Sunday, December 15, 2013

Latin Lessons from Dr. Johnson

I wrote last week of life lessons offered in James Boswell’s biography of Samuel Johnson. But Dr. Johnson shone in the era named after him for greatness both in moral philosophy (taught and lived) and in letters. So today I have some Latin lessons I picked up in the sixty pages I read this fall.

The glory days of Latin scholarship for children have sadly passed in these last hundred years or so. Goodbye, Mr. Chips, indeed! But Johnson and Boswell, of course, grew up in the traditional curriculum and could recite Ovid and Juvenal, Horace and Cicero word-for-word, because they had done so innumerable times in class. Their knowledge ran so intimately deep, they tossed off ancient phrases as easily as our high-school students spit out snarky comments of disdain for, well, just about everything. Boswell, for instance, says in a footnote that an advocate he knows ingenuas didicit fideliter artes: he earnestly learned the liberal arts. (In this way, he praised his classical education and demonstrated it at the same time!) The remark slightly modifies a quotation from Ovid, Ingenuas didicisse fideliter artes Emollit mores nec sinit esse feros: learning the liberal arts earnestly refines the manners and prevents us from being like wild brutes. Similarly, Johnson casually quotes the historian Tacitus at an opportune moment. Omne ignotum pro magnifico est, he says: Everything unknown is taken for (or is imagined to be) something magnificent.

Sadly, I need help translating these passages, even after several years of self study. I didn’t have a teacher to guide me when I learned Latin, and I had neither the mind nor the leisure of a twelve-year-old. But even when I get the words translated, I still need help understanding the context. Aphorisms are often pithy and a little cryptic, even in English. We say, “Easy come, easy go,” and we just know we’re talking about money and don’t balk a split second at the mysteriously plural verbs. When we hear, “The more, the merrier,” we know the speaker means people, and we don’t worry at all that the verb is missing altogether. But imagine someone who has grown up speaking a language other than English trying to work his way through these sayings with a dictionary: full understanding of each isolated word wouldn’t make the total meaning at all clear.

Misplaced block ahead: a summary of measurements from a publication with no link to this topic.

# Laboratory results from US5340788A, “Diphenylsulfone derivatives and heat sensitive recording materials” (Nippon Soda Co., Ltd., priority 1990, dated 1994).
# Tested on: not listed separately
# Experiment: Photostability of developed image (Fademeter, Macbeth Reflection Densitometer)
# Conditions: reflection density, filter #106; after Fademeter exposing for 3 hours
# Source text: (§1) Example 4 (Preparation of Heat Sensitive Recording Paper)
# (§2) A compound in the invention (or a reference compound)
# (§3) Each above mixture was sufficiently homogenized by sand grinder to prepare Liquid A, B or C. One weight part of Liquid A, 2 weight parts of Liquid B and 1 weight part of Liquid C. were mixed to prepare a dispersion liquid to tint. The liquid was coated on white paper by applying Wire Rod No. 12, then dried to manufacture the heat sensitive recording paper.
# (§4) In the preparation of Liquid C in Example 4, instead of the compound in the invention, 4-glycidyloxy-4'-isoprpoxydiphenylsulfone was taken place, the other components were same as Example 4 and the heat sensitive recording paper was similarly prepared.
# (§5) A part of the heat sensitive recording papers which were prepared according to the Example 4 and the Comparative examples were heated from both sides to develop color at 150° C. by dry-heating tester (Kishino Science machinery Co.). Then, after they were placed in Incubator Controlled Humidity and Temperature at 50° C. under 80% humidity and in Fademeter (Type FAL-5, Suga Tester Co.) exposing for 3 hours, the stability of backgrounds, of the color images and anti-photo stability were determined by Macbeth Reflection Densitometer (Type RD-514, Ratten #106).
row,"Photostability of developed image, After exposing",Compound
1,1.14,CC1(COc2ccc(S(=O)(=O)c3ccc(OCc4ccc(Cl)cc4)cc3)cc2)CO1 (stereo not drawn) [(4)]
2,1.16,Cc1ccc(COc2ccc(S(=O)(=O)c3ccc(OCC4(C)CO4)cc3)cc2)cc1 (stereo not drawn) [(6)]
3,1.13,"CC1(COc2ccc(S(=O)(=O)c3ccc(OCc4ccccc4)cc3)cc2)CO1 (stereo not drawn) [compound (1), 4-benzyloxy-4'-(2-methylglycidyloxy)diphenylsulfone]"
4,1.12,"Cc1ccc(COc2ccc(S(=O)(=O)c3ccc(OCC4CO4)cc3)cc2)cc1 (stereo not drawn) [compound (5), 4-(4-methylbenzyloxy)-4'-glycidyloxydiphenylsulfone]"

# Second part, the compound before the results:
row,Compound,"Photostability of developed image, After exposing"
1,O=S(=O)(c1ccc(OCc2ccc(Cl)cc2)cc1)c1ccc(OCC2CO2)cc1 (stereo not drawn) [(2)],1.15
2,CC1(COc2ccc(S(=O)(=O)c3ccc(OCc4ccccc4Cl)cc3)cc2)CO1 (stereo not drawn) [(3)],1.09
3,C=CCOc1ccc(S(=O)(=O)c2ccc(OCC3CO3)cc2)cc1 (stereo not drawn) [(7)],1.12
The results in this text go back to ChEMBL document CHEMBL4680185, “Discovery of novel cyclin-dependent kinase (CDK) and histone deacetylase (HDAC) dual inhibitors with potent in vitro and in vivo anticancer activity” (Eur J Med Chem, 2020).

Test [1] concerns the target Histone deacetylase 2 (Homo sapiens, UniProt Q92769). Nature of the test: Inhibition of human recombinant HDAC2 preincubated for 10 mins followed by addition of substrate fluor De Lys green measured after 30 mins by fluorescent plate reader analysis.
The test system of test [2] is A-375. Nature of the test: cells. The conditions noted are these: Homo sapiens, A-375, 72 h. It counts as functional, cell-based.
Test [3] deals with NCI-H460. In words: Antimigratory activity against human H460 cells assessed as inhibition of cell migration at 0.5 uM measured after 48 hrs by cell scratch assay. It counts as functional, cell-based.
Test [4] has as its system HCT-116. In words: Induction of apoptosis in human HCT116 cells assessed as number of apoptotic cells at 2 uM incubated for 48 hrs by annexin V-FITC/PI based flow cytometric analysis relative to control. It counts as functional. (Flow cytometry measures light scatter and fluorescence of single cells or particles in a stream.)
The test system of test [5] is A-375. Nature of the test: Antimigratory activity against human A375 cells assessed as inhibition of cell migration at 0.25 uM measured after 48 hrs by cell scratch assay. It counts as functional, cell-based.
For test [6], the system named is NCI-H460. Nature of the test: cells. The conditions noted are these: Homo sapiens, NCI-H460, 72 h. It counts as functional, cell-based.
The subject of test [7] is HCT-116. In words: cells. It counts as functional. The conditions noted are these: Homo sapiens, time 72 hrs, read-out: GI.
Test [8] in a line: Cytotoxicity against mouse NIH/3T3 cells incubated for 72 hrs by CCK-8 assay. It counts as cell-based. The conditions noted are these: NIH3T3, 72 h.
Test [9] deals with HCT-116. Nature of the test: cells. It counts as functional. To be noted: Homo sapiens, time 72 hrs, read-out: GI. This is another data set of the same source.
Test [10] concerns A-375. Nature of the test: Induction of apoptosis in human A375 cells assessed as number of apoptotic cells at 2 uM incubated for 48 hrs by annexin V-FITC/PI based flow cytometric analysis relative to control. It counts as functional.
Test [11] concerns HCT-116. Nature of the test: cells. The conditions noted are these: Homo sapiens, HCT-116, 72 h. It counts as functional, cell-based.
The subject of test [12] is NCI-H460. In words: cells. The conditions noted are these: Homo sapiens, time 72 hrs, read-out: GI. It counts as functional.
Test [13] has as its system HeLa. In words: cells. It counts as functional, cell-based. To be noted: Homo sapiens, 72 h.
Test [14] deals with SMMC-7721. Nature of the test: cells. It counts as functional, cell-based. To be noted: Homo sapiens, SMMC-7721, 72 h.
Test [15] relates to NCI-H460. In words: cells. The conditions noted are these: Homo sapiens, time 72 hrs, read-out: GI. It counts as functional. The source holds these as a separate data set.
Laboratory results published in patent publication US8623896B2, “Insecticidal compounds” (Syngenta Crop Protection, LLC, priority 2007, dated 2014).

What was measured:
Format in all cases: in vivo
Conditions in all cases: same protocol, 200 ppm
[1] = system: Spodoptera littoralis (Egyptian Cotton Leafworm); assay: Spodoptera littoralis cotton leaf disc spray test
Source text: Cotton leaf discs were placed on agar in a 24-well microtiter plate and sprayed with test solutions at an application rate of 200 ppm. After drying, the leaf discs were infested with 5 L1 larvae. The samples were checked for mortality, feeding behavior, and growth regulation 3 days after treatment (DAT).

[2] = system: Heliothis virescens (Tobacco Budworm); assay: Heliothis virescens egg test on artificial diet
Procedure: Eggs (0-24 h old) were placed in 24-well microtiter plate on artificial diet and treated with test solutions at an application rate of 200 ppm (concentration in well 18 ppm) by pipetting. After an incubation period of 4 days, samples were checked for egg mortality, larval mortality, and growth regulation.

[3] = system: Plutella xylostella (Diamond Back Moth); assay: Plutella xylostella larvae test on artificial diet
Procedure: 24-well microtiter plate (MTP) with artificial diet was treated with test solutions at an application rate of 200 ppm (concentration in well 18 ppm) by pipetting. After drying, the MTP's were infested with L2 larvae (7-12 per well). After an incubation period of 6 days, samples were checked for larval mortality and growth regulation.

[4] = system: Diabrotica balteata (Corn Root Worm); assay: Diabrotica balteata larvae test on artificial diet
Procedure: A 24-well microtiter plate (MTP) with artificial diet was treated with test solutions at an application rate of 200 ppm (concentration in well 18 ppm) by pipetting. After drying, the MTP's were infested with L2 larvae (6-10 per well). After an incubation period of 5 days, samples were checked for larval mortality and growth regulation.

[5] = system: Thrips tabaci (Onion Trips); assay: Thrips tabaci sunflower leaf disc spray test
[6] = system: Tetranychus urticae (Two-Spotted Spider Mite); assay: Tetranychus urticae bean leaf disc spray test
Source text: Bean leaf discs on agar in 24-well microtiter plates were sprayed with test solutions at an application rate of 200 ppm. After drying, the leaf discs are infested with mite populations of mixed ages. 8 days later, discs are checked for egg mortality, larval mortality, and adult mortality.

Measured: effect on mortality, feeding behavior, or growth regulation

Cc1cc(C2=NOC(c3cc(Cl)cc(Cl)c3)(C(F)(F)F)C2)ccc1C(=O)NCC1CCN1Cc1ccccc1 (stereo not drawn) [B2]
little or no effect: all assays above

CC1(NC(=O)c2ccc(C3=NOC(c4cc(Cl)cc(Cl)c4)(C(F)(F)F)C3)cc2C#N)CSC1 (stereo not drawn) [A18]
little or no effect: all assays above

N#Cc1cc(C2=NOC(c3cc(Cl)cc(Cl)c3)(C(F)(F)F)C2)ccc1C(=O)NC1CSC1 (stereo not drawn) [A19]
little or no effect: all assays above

It was the same in Latin. The pithy Johnson quotes the pithy Horace, saying, Incredulus odi. The literal translation is, “Incredulous, I hate.” The phrase doesn’t provide an object: so what does he hate? And what does it mean to hate something that I believe doesn’t exist? What Dr. Johnson meant by it is that he didn’t want to have to listen to outrageous stories told as true tales. As another example, he cites Cicero in saying, Omnia mea mecum porto: I carry all my things with me. On the face of it, the phrase could invoke the image of Huck Finn carrying all his worldly possessions with him on the end of a stick. But apparently Johnson and Boswell took the Roman orator to mean that his most important possessions were his thoughts, which no one would take away from him. Virgil makes an appearance with Non equidem invideo; miror magis: Truly I do not envy; rather I marvel. Johnson quoted the ancient poet upon seeing Edmund Burke’s palatial home, so apparently he meant that he was amazed more than envious at his compatriot’s wealth; whether he marveled in an approving way, Boswell doesn’t clarify.

It took me a long time to decipher the meaning behind the meaning of a line Johnson remembers from Eton days. A classmate of his had written Vidit et erubuit lympha pudica DEUM in a free essay, and Johnson remembers that all the other boys really liked the line. Now what stood out about that line that would make Johnson remember it fifty years later above all his friends' other original compositions? My internet search got me to Richard Crashaw, who wrote in a classical-style poem, Nympha pudica deum vidit, et erubuit: The chaste nymph saw a god and blushed. The Eton scholar had changed only one letter: nympha gives way to lympha. A lympha can be a water nymph, so I couldn’t see at all what had earned Johnson’s attention. But I kept looking, and somewhere I found that the boy’s assigned theme was the first miracle of Jesus. Then the last piece of the puzzle fell into place. I remembered that lympha can also mean simply “water.” How did the water turn to wine? It saw God and blushed. I wish I had learned Latin when I was a tot and could have appreciated this very clever witticism without so much effort today. But non equidem invideo; miror magis.


  1. That's really cool! Brad wasn't so impressed with the Eton scholar. He said, "No, that's not the word for water. In English, there are tons of different words for everything. That isn't true for other languages. If you're talking in Latin and you want to talk about water and you say something other than 'aqua,' you're incorrect." *Sigh.*

  2. This comment has been removed by a blog administrator.